France Ferry Crossings - Ports


The port of Roscoff has seen quite a few celebrities in its time. Mary, Queen of Scots, arrived here at the age of six to be engaged to the Dauphin; Bonnie Prince Charlie fled here after Culloden and, in 1828, Henri Olivier left for England with his strings of onions.

Roscoff is a fishing village in West Brittany, accessed by ferry from Plymouth; Roscoff has good access via toll free motorways to the rest of Brittany. A small port and tranquil fishing village, Roscoff has delightful seafood restaurants and a stunning coastline and beautiful beaches. Attractions in Roscoff include an Aquarium, Exotic Gardens, Boat Trips and the Ille de Batz.

St Malo

The old walled town of St Malo is one of the country's great attractions. The rampart walls conceal a charming town known for good restaurants and pavement caf's. Brittany Ferries sailings run once a day from Portsmouth to St Malo.

The nearby sandy beaches make St Malo a great place to visit weather you are staying or just visiting for the day.


Cherbourg is first and foremost a port. Most of the town's life seems to revolve around its seafaring traditions as does much of the surrounding area with tiny ports dotted along the rugged coastline which forms the Cotentin peninsula. Like so many other Normandy towns, Cherbourg suffered during the latter stages of WWII and today is not the prettiest of places.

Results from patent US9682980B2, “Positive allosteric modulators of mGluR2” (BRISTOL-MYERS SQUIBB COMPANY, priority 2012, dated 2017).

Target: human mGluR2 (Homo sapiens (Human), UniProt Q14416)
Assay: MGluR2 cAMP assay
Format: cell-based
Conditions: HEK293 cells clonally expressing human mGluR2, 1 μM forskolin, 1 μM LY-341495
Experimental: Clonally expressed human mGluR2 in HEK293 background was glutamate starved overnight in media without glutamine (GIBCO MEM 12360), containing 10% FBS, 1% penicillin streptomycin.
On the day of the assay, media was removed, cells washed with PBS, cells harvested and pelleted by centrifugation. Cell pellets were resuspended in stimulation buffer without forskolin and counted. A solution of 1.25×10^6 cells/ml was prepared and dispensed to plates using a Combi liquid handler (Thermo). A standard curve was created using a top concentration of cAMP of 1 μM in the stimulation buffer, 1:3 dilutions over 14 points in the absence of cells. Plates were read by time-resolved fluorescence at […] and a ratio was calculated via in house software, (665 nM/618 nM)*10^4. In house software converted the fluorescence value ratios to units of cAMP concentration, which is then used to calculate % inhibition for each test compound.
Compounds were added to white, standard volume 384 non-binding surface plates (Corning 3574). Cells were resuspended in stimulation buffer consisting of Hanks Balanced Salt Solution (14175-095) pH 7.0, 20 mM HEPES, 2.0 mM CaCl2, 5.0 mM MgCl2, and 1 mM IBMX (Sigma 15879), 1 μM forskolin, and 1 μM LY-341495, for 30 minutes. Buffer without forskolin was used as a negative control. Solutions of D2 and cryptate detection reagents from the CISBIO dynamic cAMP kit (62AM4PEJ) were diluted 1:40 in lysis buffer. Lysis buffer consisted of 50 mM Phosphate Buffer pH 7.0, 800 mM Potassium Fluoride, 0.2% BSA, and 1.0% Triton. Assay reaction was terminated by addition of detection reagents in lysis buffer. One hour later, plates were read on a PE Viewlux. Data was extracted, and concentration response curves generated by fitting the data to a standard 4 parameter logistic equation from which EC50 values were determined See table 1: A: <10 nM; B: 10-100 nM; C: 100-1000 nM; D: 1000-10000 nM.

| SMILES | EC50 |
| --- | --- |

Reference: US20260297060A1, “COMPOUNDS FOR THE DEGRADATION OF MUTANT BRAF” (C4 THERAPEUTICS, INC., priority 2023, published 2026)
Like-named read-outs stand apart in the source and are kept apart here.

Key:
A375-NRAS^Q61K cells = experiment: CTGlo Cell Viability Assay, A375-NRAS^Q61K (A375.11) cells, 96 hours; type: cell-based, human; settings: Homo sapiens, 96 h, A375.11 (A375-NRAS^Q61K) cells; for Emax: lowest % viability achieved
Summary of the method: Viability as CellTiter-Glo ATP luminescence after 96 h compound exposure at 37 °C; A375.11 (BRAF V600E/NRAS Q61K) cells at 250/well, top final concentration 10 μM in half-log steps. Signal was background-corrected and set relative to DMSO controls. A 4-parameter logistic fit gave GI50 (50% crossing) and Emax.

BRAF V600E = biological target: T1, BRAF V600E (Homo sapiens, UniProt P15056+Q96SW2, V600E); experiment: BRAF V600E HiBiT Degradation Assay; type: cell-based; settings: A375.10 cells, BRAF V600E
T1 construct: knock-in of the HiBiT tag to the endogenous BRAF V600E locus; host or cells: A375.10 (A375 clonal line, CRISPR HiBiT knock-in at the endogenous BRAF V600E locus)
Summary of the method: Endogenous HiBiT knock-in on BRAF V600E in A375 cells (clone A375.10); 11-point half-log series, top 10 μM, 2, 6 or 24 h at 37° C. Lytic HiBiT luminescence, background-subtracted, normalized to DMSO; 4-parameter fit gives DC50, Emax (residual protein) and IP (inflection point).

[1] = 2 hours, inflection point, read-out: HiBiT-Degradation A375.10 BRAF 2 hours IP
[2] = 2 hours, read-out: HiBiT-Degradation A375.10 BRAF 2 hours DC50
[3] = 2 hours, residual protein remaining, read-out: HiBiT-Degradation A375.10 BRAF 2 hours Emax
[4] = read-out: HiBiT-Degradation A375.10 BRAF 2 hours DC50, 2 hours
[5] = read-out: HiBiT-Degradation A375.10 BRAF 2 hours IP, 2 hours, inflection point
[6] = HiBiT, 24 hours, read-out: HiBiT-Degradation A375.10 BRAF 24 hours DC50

Being the scene of vicious battles after the D-Day landings, Caen was largely destroyed. However there are still old narrow streets to wander down and the castle ramparts look impressive. The two abbeys, Abbaye aux Hommes and Abbaye aux Dames were built by William the Conqueror and his wife Matilda. The famous Caen Memorial for Peace fascinatingly charts the events leading up to and after D-Day ' the ideal introduction before exploring the nearby landing beaches of Omaha, Utah, Sword, Gold and Juno.

Le Harve

Le Havre in Normandy is rich in art and architecture, both old and new. A historic port and renowned seaside resort is excellent for the family.


Dieppe was established as a harbour and by the 16th century it had grown into the principal port of the Kingdom of France. It was from here that Verrazano set sail in 1524 to found the settlement that later became New York City.


Like Dover, Calais is one of the world's busiest passenger and vehicle ferry ports. As the closest landing point in France, Calais has long been the port of passage across the Channel to England.

If you've crossed by ferry or eurotunnel, it's amazing how different a place can be when it's so close. Calais has plenty to offer, you can enjoy the cultural heritage of traditional French restaurants and despite the town having been flattened in two 20th century wars, you can also find a lot of surviving glimpses into its fascinating past - if you know where to look.